Neoclassical Geek Revival (NGR). Is it a bird, is it a plane? No, it's a plug-and-play RPG! What does plug and play mean, exactly? It means, gentle reader, that the game can be run as-is (Though, as it's created in the vein of an RPG of yesteryear there's a good bit of rulings in place of rules references), or as a series of house rules to lift and socket into your existing RPG of choice. Does NGR achieve its goal? Read on to find out!
In a move that's somewhat unusual for me, I'm going to post the things I dislike about the book first. It should be noted that the game's creator (who bears the impressive and ominous name of Zzarchov) was kind enough to provide me with a complimentary PDF, so my review will be centered around the PDF itself, not the lovely hardbound copy with the embossed title.
That said... on to the unhappy bits. There's only a few, but I felt that they should be put forth and acknowledged before I dive into the many (many) good bits.
First and foremost is the formatting. While the book is laid out in a two column format with a nice, solid font, the gutter between the columns is painfully tight. This could be alleviated by increasing the gutter a fraction of the inch, and doing so would fail to increase the page count by any significant number while making the text far easier to read.
Speaking of the text, as I read, I noticed typos here and there. NGR is obviously a labor of love, and I'm all too familiar with familiarity causing a person to miss errors in their text (I'm looking at you, Swordsong Chronicles, with your nasty 1d100 damage... sword), however, another pass or two is definitely needed, both to correct errors, and to clarify a few of the examples (Conflict springs to mind, where it references a Dragon and a Pixie's size categories without explaining WHY the Pixie takes the penalties it does (it states the pixie takes the 'worst result' of dice rolls, without ever specifying why.). A guideline on what sizes apply to what races would be nice, as well.
Finally, a minor quibble, and purely a matter of taste. In several instances, the book reads in a very tongue-in-cheek, conversational tone. This is something a lot of people have no problem with. For me, however, it feels jarring. Again, personal preference, not a flaw with the document itself.
Now, on to the good bits. What stands out about NGR? Everything.
Taken at face value, NGR is an RPG that will instantly hit the nostalgia button for folks who grew up playing the first few incarnations of the World's Most Popular Role Playing Game. The eight attributes are instantly familiar, while the mechanics attached (1 being human imperfection, as opposed to sub-animal levels, a dedicated dice step for a specific value that's applied to mechanical checks). The races (Human, Elf, Dwarf) each have strengths and weaknesses which affect how attributes are generated, and in an interesting twist, characters are not generated before play begins, but as the first session plays out.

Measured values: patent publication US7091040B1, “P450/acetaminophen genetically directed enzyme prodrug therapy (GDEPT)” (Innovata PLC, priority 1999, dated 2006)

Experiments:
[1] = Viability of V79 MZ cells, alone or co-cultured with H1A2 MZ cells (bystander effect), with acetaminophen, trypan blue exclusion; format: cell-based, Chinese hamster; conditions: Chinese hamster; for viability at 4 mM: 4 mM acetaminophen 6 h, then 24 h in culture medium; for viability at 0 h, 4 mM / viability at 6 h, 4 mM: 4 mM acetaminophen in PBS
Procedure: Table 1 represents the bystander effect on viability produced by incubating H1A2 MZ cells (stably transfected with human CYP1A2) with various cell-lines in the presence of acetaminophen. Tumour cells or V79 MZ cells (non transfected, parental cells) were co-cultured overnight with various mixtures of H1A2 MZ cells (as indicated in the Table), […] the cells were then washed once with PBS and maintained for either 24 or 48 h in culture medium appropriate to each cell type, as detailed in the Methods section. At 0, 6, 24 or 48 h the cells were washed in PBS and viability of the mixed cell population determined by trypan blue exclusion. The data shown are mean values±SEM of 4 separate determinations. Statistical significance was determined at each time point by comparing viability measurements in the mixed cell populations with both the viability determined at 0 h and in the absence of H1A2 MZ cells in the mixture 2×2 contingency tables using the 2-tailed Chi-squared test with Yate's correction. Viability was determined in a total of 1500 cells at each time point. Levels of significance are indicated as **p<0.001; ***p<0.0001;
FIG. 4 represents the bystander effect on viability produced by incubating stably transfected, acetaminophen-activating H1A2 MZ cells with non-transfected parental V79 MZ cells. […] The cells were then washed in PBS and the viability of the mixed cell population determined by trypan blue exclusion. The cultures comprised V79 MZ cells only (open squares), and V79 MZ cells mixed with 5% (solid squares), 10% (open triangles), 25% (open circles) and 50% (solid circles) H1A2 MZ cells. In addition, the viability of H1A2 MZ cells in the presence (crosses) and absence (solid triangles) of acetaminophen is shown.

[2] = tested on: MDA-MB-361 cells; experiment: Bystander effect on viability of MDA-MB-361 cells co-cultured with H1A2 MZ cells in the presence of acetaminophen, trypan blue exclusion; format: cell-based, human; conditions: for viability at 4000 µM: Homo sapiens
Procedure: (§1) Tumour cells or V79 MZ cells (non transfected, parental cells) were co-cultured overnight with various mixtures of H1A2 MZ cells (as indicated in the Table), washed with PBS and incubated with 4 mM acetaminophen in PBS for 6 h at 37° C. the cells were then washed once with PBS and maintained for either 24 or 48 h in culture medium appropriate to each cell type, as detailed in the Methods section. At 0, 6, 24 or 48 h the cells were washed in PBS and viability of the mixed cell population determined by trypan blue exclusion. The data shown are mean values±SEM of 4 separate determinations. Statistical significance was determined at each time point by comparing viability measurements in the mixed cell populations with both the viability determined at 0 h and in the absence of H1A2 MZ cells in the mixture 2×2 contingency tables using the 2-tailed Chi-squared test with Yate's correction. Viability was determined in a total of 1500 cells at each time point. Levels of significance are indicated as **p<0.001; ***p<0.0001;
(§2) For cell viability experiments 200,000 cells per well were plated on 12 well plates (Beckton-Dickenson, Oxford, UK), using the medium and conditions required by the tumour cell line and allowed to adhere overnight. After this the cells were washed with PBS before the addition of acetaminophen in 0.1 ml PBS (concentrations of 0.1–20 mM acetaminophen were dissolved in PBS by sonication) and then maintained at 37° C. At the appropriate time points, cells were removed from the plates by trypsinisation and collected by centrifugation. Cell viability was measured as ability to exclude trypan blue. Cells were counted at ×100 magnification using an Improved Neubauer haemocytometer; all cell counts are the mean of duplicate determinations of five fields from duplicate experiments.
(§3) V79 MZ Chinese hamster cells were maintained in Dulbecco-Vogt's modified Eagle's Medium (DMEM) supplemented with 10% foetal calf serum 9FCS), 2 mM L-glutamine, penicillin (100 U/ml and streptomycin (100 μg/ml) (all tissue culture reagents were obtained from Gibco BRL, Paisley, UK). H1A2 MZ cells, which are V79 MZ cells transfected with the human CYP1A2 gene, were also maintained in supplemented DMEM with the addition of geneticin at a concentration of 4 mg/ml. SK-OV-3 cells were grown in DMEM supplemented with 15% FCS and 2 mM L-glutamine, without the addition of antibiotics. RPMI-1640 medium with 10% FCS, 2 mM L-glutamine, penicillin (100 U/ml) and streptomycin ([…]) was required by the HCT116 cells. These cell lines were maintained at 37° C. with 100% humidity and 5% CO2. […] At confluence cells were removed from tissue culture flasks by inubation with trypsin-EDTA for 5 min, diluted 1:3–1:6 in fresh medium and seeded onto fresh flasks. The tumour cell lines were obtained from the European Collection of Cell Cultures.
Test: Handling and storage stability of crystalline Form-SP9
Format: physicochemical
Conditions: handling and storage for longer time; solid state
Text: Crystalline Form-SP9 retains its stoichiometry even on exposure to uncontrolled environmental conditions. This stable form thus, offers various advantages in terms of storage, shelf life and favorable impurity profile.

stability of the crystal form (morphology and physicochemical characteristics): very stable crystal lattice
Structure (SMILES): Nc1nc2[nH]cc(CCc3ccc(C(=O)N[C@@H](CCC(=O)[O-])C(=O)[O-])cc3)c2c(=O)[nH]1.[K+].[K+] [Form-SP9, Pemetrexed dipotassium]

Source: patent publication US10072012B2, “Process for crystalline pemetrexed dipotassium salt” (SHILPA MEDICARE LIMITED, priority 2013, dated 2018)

This strikes me as a design choice that's more enjoyable than Dungeon Crawl Classic's method of "Make a bunch of NPCs, the one that survives if your PC", and definitely one that plays out quicker (less work for me or my players, yay!).
Party dynamics have been given a mechanical incentive (nothing major, but definitely flavorful enough to defeat the 'inn' trope of tabletop gaming.), and classes operate under a 'rank' system that's a bit different than levels. It reminds me, in some ways, of Legend's Track and Circle method, allowing a more customized character with little backend work on the part of player or GM. Skills are, in a manner similar to D&D Next, arbitrarily determined though they get broken down into three broad categories. A simple mechanic, and one that works. Feat-like perks known as 'traits' make an appearance, each modifying how characters perform in some small way, without being as restrictive or mandatory as feats themselves are.
Magic caught my eye, as Divine and Arcane arts each operate a bit differently. Arcane Magic performs similarly to Talislanta (State Intent, pick a spell type, apply spell level and modifiers, roll), whereas Divine Magic involves an immediate investment of piety.
A note here. While I have no problem with piety as presented in the table 'gaining piety', most of the options will require quite a bit of downtime on the Cleric's part. I don't see this as a bad decision, per-se, but if you're playing a warrior of the gods, be prepared to do the work of the gods.
Several other options jump out at me, too many to name. From my own perspective, I don't see NGR as a whole coming to my table, but a good portion of its rules will see themselves trickle down to my table in the form of additions to my Great Big Little Pamphlet o' House Rules.
So, is NGR worth the price? At $4 CAD for a PDF, you get a good little game, and could definitely find worse ways to spend your money. Buy this game, give it a read, and lift the parts you find absolutely snazzy, I know I will.